What is the difference (if there is any...) between these 2 menu icons?

  1. 3 lines (a.k.a burger icon)

enter image description here

  1. 3 dots (a.k.a kebab icon)

enter image description here

  • 4
    The hamburger is used to open navigational menu items, whereas the dots seem to be often used to open settings options.
    – drabsv
    Commented Feb 11, 2018 at 12:43
  • 1
    hello “Doner Menu” refer to ..?
    – DiDii
    Commented Dec 10, 2019 at 1:29

5 Answers 5


Generally speaking they are used to open different types of menu.

  • The 'burger' is used to open a 'burger menu', which is presented as a drawer that appears from the side of the screen and occupies most of the screen;
  • The 'kebab' (three vertical dots), which originated in Google's Material Design languge, is designed to open a smaller inline menu from a button or other control.

In terms of icon naming specifically, Google refers to the burger menu as "menu" and to the 'kebab', vertical or horizontal, as either "more horiz" or "more vert".

Here's a good demo from Luke Wroblewski of kebab and other menu options:

enter image description here

  • 1
    is it called 'kebab' (three vertical dots) or more options?
    – NB4
    Commented Feb 1, 2018 at 12:39
  • It's called a 'kabab' menu somewhat colloquially. It may well have a specific label like "more options" when it's actually used.
    – Matt Obee
    Commented Feb 1, 2018 at 14:27
  • Are Bento, Meatball and Doner menus also somewhat popular terms? They're hilarious, but I get the impression this is something clever by Wroblewski.
    – marley
    Commented Feb 1, 2018 at 14:56
  • 1
    I believe Luke did claim responsibility for naming the kebab menu, somewhat in jest. Others, like the "bento box" grid icon, take their name from an earlier design pattern.
    – Matt Obee
    Commented Feb 1, 2018 at 16:00
  • I agree with you @ kojimajr the name sounds hilarious.
    – NB4
    Commented Feb 2, 2018 at 4:18

I ran into many representations till now as well and wanted to present a couple of them below. Even they do look different, they're used to display representation of pretty same purpose like opening the menu. Eventhough sometimes they're preferably used one over the other because of space limitations with the representations they have, I ran into cases where one prefered in terms of related context. i.e. hamburger menu for fast food context.

enter image description here

Not possibly applies to all but, sometimes they're used to represent distinction between opened and closed menu representations. Since space for mobile also restricted, like kebap icon looks like saves more space as representing open menu while hamburger or chocolate menu represents closed one.

enter image description here

  • 6
    The "Cheeseburger" menu made me laugh... does this actually exist in the wild? Commented Jul 17, 2020 at 13:34
  • I also haven't ran into many of the provided menus above but i think ıt's a bir surrealism as well since not applicable in many cases. Commented Jul 17, 2020 at 15:23
  • bento vs chocolate; doner vs strawberry; when the first img is used? Commented Oct 17, 2020 at 6:21
  • If you want to ask another question (even related to this or other asked topics), it's better to issue another one @Smart Manoj. Yet I don't know the answer. Commented Oct 17, 2020 at 6:45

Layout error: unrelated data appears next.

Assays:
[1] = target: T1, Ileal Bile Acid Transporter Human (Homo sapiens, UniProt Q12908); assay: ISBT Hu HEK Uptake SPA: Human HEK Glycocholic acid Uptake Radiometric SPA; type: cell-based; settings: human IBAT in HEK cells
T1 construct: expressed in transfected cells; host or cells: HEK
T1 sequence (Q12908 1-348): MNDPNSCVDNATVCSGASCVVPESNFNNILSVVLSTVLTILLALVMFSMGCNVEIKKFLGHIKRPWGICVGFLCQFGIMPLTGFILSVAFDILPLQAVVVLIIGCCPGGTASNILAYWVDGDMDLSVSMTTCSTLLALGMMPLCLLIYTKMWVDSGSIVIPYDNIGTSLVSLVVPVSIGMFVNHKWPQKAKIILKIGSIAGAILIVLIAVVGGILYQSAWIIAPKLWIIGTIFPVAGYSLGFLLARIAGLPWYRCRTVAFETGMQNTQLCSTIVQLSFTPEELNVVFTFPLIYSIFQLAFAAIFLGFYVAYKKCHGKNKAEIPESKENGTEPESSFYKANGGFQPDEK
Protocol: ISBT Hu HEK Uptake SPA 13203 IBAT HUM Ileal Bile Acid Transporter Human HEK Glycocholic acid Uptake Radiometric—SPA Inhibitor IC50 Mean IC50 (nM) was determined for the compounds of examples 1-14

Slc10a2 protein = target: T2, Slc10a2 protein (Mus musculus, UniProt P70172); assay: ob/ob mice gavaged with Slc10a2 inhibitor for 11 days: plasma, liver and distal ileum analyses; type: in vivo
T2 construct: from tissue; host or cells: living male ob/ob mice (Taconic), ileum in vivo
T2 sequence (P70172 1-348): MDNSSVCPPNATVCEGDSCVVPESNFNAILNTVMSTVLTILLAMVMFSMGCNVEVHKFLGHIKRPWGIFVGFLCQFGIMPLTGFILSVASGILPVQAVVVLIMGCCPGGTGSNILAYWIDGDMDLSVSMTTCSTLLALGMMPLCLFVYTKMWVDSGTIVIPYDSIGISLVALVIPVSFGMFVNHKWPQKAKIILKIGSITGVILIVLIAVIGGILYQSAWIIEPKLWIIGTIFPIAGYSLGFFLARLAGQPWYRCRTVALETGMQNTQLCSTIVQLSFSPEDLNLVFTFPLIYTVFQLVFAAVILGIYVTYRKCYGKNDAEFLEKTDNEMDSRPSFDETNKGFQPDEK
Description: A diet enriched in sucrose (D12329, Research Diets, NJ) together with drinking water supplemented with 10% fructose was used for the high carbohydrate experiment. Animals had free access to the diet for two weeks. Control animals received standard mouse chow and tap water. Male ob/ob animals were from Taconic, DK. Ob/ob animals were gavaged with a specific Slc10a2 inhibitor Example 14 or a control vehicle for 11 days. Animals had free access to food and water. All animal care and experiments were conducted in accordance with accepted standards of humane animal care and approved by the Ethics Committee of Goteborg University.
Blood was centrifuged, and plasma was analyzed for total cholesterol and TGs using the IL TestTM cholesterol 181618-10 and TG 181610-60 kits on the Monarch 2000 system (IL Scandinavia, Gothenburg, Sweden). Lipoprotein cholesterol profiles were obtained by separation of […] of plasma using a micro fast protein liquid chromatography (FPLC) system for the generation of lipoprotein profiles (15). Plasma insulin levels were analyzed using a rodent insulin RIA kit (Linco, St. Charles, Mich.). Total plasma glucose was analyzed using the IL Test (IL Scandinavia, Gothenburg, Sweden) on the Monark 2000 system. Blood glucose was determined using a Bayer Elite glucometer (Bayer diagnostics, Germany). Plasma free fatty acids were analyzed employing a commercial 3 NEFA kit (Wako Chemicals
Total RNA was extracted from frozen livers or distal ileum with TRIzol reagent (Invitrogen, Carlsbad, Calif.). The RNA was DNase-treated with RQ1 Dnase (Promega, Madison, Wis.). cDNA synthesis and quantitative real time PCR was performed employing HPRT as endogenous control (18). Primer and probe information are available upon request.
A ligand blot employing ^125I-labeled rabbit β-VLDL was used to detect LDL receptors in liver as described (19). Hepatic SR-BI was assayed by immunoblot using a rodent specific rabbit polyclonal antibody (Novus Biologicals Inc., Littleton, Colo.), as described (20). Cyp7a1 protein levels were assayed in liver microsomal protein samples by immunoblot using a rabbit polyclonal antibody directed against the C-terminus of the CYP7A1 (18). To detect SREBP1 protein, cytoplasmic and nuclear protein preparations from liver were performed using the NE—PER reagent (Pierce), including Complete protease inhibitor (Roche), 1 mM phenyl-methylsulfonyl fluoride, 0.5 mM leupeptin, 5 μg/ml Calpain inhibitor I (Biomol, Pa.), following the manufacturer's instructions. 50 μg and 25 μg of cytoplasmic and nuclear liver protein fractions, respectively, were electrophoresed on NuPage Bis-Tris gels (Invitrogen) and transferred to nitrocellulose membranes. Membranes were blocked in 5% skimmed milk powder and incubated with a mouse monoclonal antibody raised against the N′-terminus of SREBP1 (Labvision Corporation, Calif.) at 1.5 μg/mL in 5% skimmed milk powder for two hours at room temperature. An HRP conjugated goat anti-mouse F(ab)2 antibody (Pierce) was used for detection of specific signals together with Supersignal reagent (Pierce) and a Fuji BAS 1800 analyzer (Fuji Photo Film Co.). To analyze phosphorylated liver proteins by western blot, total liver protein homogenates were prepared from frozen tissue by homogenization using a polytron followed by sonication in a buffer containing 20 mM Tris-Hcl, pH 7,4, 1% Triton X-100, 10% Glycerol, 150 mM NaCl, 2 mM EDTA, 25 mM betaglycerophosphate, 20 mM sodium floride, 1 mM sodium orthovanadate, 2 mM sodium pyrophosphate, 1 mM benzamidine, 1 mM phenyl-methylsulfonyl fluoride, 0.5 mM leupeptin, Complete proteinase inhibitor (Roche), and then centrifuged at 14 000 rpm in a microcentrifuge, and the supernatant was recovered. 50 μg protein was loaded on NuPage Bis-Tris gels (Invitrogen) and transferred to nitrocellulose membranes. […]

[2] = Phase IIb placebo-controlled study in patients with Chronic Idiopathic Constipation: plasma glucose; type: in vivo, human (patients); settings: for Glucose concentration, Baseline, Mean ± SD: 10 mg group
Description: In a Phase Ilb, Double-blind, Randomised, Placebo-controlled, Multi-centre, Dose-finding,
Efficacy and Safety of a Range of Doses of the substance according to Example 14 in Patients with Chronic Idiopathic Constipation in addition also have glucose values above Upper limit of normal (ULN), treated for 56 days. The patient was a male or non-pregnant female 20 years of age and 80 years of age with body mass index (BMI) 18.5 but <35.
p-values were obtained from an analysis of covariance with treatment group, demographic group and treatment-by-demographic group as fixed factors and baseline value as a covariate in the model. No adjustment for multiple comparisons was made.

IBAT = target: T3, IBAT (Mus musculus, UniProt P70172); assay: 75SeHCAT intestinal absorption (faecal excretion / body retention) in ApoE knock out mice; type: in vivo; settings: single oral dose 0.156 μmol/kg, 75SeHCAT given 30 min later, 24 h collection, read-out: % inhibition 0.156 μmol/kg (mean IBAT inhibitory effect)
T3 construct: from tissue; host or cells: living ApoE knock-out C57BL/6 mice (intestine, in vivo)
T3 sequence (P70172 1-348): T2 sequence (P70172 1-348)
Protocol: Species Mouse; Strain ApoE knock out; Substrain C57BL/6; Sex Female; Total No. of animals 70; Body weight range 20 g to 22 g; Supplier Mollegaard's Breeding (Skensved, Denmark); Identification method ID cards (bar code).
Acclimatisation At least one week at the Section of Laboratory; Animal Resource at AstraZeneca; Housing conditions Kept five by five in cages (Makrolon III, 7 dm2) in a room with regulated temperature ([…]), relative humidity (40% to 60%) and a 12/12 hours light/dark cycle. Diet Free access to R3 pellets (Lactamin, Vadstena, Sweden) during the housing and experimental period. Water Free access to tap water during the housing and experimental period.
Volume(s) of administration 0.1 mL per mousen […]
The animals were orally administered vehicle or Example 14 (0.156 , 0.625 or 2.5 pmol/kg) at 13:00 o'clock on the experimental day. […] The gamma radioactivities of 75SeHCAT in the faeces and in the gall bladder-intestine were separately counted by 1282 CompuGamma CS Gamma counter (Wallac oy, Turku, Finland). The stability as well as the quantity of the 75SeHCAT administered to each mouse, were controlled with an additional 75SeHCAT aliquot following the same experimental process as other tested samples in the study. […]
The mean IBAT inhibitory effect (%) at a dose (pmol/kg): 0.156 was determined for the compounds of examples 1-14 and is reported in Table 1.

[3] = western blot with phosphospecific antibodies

• @ErhanYaşar source for these images Commented Oct 25, 2020 at 16:17

I was referring iOS and Android design guidelines and they never mention the 3 dot icon as "kebab menu".

In Android, they call it Overflow menu whereas in iOS they term it as More.

For reference: Android - https://material.io/design/components/app-bars-top.html#anatomy

iOS - https://developer.apple.com/design/human-interface-guidelines/ios/icons-and-images/system-icons/#tab-bar-icons


Google has defined these icons in its design guidance.

The so called burger icon is named with navigation icon which open the navigation drawers.
These (material.io):

navigation drawers provide access to destinations and app functionality, such as switching accounts.

The 3 dots icon is named as overflow menu.
Google gives as explanation for that: (material.io):

App actions are placed on the right side of an app, either as icons or in an overflow menu.

Note, this is just the Google definition. But, Google use with Android these icons in fact intensively. Other companies or programmers may also use these icons different.


The three dots are known as an ellipses... and indicate there is more, that there's some presumption of awareness of current context and that there's more to it than that which is currently visible.

Originally it was used flatly, just like so ...

It was made (sometimes and increasingly more often) vertical because the hamburger menu is a vertical stack, and was gaining in popularity, so those that tend to copy without much thought went: "oh, perhaps we should make it vertical and pretend it's a thing".

The hamburger is a visual abbreviation for a vertical menu, or list. So it makes sense as an icon.

As does the ... ellipsis.

The vertical ellipsis is just silliness.

But gaining popularity because Google Material wants to imagine itself a thing, and arbiter, and some people want to ascribe to this delusion.

Apple, for quite a time, wanted to prevent all these types of things, as they considered any need for them an indicator of bad app design. They might have had a point.

The conventions that have come about because of their continued and increasing usage are essentially:

Menus = hamburger More Actions = ellipses

This, to some extent, makes sense, too.

The vertical ellipses is just an abhorrent misstep. Use it for whatever you want.

  • 1
    So, you don't like vertical ellipses, then? It's difficult to tell for sure.
    – LightCC
    Commented Oct 20, 2022 at 15:55

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